Politics

Meet the Woman Behind Democrats’ Efforts to Win the Senate

How Mindy Myers is facing the challenge of winning the upper chamber

Mindy Myers of the DSCC is working to change the Senate majority in this fall's election. (File Photo By Tom Williams/CQ Roll Call)

When Lynn Yeakel, then a founder of Women's Way funding coalition, challenged two-term Pennsylvania Republican Arlen Specter for the Senate in 1992, she predicted that the backlash to Clarence Thomas’ Supreme Court confirmation hearings would be “the turning point” for women in politics.  

It was “the Year of the Woman.” Yeakel, now director of the Drexel University College of Medicine’s Institute for Women’s Health and Leadership, didn’t win. But in Lancaster, Pa., a high school student had taken notice of her campaign.  

“I started to see women were stepping up and taking roles — leadership roles in politics,” said Mindy Myers, former chief of staff to Massachusetts Sen. Elizabeth Warren and now the executive director of the Democratic Senatorial Campaign Committee’s independent expenditure campaign .  

“What motivates me are a lot of the women’s issues, and I think that at a young age I started to pay attention to that,” Myers, normally reluctant to talk to the press, said in an interview at DSCC headquarters.  

A three-time Senate campaign manager, Myers, 39, has never lost a race, and this year, she’s in charge of Democrats’ effort to win the upper chamber. The party must net five seats for a majority (and four if Democrats win the White House). Fresh out of American University, Myers worked in President Bill Clinton’s legislative affairs office before becoming deputy director for constituency outreach for Al Gore’s 2000 presidential campaign.  

But the Senate is home. At age 25, she landed in Majority Leader Tom Daschle’s office working closely with then-chief of staff Peter Rouse, and ever since, she has cycled repeatedly through the Capitol doors, always landing back on the campaign trail.  

“Mindy does not want to miss a race,” Rhode Island Sen. Sheldon Whitehouse said.  

He would know. His 2006 election was the first Senate race Myers managed, and after Whitehouse joined the Senate, Myers came with him as his chief of staff. But the Ocean State’s junior senator got used to loaning out Myers to help elect other Democrats in New England.  

In 2008, Myers deployed to New Hampshire to run then Sen. Barack Obama’s general election campaign in the state. Two years later, she again left Whitehouse’s office, this time to run Connecticut Attorney General Richard Blumenthal’s Senate race against wealthy wrestling tycoon Linda McMahon . And in 2012, Myers took yet another leave from Whitehouse’s office to help Warren get her campaign against Massachusetts GOP Sen. Scott Brown off the ground.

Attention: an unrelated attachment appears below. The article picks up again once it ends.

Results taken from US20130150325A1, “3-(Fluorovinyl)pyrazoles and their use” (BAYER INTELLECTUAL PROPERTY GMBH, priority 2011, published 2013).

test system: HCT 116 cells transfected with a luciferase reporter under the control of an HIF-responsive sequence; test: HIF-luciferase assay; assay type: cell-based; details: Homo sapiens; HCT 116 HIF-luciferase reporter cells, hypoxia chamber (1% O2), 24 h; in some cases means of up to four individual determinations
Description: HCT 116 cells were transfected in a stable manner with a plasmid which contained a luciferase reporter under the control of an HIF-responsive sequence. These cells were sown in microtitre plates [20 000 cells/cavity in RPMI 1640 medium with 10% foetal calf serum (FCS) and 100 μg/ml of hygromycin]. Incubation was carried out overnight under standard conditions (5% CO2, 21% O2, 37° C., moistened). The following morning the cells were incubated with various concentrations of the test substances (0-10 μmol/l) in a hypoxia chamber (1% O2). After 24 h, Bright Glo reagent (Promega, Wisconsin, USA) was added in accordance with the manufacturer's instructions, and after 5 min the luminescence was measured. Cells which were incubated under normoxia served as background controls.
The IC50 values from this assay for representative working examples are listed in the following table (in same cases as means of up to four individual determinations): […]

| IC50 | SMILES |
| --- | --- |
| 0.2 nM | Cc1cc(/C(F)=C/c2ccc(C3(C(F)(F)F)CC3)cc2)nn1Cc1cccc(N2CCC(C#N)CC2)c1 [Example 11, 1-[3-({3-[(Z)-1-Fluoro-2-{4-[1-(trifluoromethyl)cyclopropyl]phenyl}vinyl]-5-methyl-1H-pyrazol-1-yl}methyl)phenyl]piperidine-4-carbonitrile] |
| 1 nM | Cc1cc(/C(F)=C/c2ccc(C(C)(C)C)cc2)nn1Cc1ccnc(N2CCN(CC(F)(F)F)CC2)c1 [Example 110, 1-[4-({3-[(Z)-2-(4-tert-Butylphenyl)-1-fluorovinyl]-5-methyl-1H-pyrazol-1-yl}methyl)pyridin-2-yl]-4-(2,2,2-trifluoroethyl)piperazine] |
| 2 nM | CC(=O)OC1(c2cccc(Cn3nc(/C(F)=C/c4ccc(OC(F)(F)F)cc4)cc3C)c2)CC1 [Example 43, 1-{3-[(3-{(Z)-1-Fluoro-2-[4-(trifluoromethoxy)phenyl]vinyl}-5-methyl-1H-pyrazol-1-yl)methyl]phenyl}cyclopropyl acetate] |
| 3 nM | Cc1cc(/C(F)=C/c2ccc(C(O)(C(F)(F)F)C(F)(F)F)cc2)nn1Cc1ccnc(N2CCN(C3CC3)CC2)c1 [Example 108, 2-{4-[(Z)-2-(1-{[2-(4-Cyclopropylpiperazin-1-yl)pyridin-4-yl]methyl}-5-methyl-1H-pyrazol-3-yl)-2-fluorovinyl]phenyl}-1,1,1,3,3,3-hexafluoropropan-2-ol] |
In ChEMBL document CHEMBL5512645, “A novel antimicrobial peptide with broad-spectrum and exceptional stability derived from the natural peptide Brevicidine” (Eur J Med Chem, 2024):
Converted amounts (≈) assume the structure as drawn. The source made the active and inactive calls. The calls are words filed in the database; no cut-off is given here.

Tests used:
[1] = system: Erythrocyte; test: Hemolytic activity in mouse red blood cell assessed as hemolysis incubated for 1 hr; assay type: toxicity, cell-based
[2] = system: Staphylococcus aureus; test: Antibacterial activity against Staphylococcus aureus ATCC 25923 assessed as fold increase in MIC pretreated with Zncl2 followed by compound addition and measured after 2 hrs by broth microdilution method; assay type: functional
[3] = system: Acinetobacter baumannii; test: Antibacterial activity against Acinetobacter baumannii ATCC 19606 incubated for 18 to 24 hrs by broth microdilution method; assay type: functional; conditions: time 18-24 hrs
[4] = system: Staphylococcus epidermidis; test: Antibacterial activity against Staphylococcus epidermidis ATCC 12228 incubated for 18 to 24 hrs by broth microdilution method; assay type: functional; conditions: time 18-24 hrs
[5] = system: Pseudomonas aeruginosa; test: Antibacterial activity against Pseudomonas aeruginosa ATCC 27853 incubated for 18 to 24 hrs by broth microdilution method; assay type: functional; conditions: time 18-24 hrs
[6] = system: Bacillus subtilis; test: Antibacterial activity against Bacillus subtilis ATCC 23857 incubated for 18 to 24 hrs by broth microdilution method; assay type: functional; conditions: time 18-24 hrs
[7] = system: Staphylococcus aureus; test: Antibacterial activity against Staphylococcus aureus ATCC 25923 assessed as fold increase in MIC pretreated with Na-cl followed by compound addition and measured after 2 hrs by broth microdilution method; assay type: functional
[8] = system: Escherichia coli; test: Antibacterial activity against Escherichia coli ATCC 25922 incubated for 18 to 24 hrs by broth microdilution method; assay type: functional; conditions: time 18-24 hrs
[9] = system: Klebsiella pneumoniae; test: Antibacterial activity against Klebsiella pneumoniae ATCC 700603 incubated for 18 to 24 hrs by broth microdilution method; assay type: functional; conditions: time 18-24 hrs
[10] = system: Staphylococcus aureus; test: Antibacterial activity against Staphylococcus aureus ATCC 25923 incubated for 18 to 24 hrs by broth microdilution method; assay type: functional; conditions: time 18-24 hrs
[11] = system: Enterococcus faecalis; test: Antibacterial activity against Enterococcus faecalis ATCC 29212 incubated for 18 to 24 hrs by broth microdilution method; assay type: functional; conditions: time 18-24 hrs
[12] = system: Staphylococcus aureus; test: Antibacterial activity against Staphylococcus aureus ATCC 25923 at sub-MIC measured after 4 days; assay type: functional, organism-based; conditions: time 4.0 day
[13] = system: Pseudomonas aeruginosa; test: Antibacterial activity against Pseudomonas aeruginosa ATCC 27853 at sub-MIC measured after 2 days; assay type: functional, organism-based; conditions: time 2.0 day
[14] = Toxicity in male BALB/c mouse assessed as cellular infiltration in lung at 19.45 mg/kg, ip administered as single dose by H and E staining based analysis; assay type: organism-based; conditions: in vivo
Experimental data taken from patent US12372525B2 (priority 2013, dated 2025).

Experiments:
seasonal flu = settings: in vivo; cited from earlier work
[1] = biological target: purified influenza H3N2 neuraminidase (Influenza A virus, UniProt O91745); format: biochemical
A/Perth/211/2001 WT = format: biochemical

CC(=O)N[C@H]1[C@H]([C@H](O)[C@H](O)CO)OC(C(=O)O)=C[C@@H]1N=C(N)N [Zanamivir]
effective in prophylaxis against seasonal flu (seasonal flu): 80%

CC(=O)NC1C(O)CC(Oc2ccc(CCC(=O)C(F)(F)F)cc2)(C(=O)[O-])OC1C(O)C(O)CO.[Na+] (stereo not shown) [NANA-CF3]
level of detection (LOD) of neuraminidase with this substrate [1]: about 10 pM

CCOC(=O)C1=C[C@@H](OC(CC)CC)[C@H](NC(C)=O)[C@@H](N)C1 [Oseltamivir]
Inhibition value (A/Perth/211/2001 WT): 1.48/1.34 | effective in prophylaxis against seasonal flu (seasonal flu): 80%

Whitehouse hadn't guessed that his chief would be so sought after. In fact, when Myers first walked across his lawn to meet him and his wife, Whitehouse wasn't sure if she had the maturity or experience he was looking for.  

“My wife and I looked at each other and exchanged, you know, the glance, like ‘Greaaat.’ But we spoke to her for a while, and our confidence in her got to the point where we thought, ‘She’ll be OK; we’ve got a lot of other good people around her if things start to go haywire,’” Whitehouse said. “During the course of the race, it became apparent that she was something special.”  

Whitehouse was running to unseat then-GOP Sen. Lincoln Chafee, a New England moderate and the only Republican senator to vote against the war in Iraq. With few policy differences between the candidates, tarnishing Chafee was a delicate task.  

“The Chafee name was gold in Rhode Island,” Whitehouse said. “So the customary off-the-shelf, canned, 'let’s-raise-a-lot-of-money and attack-the-opponent and drive-the-numbers-down' strategy was never going to work.”  

Myers understood that even when D.C. didn’t. As a candidate, Whitehouse met with Minority Leader Harry Reid, and “Before he had even said hello, his first words to me in our entire relationship were, ‘Why are you running such a terrible campaign?’” Whitehouse recalled.  

The Democrat’s strategy was to remind voters that Chafee was still a Republican — the party of President George W. Bush — and he went on to win by 7 points.  

“I remember when I had to transfer the first money for a media buy,” Myers said.  “I was stressed out about it. You know, I’d never spent a million dollars before!”  

By 2010, Myers had a Senate and presidential state campaign under her belt. But then came along a new challenge: electing Blumenthal to the Senate while he was being outspent six to one in Connecticut.  

Glancing at her Amazon suggested purchases queue that year, you'd have sworn Myers was a WWE super fan. Actually, she was just running against Linda McMahon .